English language has become an international language over the last few decades. The number of people who speak English has increased significantly due to the importance of this language as an international language. Some non-English countries have begun to design new curricula that encourage people to learn the English language. Some people believe that a first language could be affected by learning English as a second language.
First language’s speaking, reading, listening, writing skills and losing some first language’s vocabulary are examples of the main skills that would be affected, as those people believe. Others assert that people who speak English as a second language also speak their first language perfectly without any negative consequences. It can be a useful idea to know how learning a second language affects the first language by asking some bilingual people. This report will also show how the different ages of respondents affected their answers.
The purpose of this research was to focus on the effects of learning a second language on the first language, and which were possibly the most-effected age group. Additionally, the purpose also includes the possible negative effects on the skills of the first language such as, reading, listening, writing, and speaking skills. Moreover, the purpose also include to enquire about the main reasons why respondents are willing to learn another language, and what factors made them think that just one language has not enough.
The respondents were selected from a variety of ages, gender (figure1), social and educational backgrounds. The sample size was 18. They all live in urban areas.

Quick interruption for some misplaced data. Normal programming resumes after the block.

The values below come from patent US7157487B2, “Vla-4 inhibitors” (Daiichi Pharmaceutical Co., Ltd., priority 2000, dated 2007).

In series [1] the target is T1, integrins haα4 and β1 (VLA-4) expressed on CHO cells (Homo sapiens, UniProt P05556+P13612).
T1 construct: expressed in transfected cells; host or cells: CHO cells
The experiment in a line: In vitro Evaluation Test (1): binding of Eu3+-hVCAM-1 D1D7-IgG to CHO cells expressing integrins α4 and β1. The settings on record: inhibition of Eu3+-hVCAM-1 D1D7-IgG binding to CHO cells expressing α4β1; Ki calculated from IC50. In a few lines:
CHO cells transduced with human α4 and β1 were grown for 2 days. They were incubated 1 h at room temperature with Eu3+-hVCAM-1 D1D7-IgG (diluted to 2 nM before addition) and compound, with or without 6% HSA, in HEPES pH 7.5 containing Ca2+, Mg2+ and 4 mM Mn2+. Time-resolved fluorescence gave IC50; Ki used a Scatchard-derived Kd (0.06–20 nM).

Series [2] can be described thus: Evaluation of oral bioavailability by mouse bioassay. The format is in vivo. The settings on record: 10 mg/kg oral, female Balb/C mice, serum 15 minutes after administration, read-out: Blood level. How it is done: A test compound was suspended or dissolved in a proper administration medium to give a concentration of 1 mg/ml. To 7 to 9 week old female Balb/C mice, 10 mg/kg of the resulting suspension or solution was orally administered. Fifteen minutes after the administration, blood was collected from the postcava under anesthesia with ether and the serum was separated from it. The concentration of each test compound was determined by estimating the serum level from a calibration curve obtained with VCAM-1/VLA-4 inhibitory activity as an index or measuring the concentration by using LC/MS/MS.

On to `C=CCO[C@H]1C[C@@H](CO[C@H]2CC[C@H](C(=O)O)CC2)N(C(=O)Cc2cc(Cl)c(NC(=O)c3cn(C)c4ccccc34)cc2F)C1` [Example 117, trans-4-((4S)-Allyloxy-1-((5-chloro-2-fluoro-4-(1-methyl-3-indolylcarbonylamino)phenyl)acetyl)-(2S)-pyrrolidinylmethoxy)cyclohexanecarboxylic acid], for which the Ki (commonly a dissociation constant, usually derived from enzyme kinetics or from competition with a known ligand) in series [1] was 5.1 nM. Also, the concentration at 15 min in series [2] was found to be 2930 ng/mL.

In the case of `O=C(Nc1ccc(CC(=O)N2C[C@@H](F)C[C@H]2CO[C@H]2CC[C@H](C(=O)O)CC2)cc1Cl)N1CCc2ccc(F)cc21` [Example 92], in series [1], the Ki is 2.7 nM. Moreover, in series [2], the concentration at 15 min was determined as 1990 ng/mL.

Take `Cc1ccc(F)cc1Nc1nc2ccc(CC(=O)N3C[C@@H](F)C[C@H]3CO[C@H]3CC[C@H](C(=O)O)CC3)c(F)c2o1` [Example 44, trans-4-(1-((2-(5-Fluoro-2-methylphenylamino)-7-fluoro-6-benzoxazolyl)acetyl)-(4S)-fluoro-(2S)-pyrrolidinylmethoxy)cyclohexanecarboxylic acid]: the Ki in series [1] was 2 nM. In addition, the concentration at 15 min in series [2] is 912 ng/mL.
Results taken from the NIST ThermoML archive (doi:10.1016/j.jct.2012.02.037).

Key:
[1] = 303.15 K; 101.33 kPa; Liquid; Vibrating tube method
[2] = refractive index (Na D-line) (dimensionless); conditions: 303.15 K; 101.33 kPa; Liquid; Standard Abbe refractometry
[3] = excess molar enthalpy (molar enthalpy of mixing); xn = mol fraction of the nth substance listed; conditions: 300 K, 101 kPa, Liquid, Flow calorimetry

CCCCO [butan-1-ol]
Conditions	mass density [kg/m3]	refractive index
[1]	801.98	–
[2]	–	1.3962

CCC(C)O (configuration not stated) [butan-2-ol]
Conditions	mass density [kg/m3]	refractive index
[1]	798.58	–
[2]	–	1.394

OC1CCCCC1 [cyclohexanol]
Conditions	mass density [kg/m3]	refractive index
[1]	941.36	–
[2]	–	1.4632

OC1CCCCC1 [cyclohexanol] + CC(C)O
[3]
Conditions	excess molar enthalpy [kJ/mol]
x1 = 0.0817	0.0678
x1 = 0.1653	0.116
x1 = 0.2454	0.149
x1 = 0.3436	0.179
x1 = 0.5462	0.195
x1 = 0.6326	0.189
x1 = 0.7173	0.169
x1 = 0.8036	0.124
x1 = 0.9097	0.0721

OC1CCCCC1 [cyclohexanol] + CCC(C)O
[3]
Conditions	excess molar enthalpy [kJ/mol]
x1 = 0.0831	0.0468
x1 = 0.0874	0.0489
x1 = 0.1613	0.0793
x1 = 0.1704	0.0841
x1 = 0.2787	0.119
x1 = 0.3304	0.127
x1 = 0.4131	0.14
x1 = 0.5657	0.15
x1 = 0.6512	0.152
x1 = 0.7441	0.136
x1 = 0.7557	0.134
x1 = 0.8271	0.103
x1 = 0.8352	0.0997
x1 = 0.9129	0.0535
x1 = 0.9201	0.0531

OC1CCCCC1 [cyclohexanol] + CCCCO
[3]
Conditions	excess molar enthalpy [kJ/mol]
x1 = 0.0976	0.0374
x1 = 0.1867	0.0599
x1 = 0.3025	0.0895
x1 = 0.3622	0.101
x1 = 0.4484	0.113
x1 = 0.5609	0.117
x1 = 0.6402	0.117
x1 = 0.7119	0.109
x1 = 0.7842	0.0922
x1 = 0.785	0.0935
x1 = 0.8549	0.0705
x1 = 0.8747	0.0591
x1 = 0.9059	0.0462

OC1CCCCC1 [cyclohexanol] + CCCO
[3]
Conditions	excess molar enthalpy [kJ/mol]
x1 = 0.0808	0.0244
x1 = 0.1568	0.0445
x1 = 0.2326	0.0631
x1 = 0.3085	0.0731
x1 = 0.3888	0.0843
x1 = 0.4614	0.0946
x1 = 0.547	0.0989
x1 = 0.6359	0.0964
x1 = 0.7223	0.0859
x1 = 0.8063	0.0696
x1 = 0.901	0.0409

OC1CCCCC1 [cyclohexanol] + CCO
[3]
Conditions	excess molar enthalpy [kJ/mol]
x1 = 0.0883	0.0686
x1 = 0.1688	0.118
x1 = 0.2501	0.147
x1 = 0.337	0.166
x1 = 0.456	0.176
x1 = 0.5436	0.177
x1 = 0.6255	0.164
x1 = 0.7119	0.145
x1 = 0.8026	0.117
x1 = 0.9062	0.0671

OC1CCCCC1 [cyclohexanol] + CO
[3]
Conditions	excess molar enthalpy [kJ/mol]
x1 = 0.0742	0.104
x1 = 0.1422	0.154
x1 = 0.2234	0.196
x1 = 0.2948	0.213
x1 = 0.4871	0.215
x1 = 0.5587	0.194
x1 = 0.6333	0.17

This was carried out through the initial process of a questionnaire. The questionnaire was trialled with a sample of 15 people. After that, a new upgraded questionnaire was created and 18 respondents were finally surveyed. This comprised 11 questions and focused on some of the effects of learning the second language on the first language.
Proportions and reasons of learning the second language
The majority of respondents (94%) speak another language beside their first language. Only about 6 per cent of them stated that they speak just one language. Moreover, according to the respondents there were several reasons behind learning the second language. It can be seen from the figure2 that the main reason for learning the second language was studying. In other words, half of the respondents said that education was the main reason for learning the second language. The second main reason was working abroad which was about 32 per cent. Furthermore, it was found that more than 80 per cent of the respondents started learning the second language between 13 and 19 years old.
Effects on speaking skills and vocabulary